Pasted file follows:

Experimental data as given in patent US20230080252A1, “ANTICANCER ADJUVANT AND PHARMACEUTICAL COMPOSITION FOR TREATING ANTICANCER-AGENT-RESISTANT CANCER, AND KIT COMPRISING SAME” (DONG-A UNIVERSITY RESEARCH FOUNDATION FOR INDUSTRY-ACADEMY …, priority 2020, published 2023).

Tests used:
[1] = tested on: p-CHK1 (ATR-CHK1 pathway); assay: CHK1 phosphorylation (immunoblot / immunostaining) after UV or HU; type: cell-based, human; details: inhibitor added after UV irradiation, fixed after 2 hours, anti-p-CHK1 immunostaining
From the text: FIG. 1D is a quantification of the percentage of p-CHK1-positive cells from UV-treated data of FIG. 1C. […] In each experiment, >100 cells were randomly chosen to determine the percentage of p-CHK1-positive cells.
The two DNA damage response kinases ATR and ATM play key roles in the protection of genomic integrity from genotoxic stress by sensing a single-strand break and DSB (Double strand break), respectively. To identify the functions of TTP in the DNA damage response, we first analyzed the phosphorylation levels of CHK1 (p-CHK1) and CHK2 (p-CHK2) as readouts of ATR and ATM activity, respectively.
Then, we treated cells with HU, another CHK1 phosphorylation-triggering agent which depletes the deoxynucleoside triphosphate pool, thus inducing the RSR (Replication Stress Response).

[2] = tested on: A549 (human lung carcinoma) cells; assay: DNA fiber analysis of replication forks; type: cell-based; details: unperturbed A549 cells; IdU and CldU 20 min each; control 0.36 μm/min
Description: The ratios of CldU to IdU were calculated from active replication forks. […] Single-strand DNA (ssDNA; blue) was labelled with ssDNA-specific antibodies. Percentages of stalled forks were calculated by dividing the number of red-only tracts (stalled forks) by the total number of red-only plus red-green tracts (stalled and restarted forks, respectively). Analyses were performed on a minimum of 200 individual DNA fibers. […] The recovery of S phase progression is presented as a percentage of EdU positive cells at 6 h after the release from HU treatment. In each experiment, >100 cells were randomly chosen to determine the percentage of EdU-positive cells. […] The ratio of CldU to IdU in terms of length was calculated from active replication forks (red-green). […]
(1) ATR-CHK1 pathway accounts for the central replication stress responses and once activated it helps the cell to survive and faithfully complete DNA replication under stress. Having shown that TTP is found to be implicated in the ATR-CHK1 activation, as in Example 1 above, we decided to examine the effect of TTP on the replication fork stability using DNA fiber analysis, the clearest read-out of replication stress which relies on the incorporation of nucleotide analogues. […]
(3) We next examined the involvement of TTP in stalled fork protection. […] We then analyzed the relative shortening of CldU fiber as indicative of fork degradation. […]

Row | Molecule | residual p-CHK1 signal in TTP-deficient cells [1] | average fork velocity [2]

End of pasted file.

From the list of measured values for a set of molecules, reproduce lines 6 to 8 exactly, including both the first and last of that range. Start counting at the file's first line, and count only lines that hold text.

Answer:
Then, we treated cells with HU, another CHK1 phosphorylation-triggering agent which depletes the deoxynucleoside triphosphate pool, thus inducing the RSR (Replication Stress Response).

[2] = tested on: A549 (human lung carcinoma) cells; assay: DNA fiber analysis of replication forks; type: cell-based; details: unperturbed A549 cells; IdU and CldU 20 min each; control 0.36 μm/min
Description: The ratios of CldU to IdU were calculated from active replication forks. […] Single-strand DNA (ssDNA; blue) was labelled with ssDNA-specific antibodies. Percentages of stalled forks were calculated by dividing the number of red-only tracts (stalled forks) by the total number of red-only plus red-green tracts (stalled and restarted forks, respectively). Analyses were performed on a minimum of 200 individual DNA fibers. […] The recovery of S phase progression is presented as a percentage of EdU positive cells at 6 h after the release from HU treatment. In each experiment, >100 cells were randomly chosen to determine the percentage of EdU-positive cells. […] The ratio of CldU to IdU in terms of length was calculated from active replication forks (red-green). […]